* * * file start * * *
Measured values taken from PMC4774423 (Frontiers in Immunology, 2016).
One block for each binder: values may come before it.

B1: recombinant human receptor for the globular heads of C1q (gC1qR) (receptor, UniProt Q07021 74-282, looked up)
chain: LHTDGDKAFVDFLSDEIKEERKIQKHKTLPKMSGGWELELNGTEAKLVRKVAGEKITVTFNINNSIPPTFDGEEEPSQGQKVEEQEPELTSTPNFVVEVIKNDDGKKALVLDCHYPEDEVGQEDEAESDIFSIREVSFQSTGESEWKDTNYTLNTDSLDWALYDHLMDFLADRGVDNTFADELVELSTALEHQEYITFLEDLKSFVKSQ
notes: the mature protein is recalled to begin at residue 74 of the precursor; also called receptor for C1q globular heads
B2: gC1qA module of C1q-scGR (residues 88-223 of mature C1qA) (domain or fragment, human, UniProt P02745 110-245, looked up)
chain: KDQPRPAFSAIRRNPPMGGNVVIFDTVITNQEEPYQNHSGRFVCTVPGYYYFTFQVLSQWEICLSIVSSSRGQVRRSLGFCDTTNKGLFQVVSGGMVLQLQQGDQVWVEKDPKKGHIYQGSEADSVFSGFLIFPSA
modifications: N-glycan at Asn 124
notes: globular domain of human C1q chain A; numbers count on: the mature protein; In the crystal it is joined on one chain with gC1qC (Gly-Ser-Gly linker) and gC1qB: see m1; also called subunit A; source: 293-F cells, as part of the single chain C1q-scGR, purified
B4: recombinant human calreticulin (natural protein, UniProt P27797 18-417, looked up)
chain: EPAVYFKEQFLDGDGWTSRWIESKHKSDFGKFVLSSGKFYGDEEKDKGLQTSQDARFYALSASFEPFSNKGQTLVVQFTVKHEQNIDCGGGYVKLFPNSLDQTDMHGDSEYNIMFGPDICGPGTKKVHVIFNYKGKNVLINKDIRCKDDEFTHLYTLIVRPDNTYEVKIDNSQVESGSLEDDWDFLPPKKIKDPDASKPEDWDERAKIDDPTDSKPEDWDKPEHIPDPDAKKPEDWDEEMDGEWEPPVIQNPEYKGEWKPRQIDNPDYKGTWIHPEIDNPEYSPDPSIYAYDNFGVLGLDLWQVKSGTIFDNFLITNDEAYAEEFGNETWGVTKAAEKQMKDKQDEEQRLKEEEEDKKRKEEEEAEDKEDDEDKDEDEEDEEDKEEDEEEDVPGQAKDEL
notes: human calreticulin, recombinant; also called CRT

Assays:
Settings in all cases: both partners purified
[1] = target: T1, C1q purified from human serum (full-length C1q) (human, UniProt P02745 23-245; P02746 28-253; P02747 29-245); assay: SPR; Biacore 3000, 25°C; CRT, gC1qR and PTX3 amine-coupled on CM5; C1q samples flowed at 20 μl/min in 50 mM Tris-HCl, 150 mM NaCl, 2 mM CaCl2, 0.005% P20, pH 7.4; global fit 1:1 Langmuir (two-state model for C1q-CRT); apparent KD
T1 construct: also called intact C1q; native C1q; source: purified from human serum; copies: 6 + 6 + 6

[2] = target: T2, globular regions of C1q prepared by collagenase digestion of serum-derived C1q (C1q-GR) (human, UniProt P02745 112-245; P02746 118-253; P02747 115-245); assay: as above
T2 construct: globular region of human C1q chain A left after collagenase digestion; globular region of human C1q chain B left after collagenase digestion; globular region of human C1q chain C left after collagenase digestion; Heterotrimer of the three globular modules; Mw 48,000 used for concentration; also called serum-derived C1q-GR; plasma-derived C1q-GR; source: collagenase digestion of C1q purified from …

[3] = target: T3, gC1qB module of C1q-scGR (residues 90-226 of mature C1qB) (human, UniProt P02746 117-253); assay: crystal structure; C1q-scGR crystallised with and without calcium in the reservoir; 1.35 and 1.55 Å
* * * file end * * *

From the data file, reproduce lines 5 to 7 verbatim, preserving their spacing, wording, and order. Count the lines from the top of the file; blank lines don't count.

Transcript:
notes: the mature protein is recalled to begin at residue 74 of the precursor; also called receptor for C1q globular heads
B2: gC1qA module of C1q-scGR (residues 88-223 of mature C1qA) (domain or fragment, human, UniProt P02745 110-245, looked up)
chain: KDQPRPAFSAIRRNPPMGGNVVIFDTVITNQEEPYQNHSGRFVCTVPGYYYFTFQVLSQWEICLSIVSSSRGQVRRSLGFCDTTNKGLFQVVSGGMVLQLQQGDQVWVEKDPKKGHIYQGSEADSVFSGFLIFPSA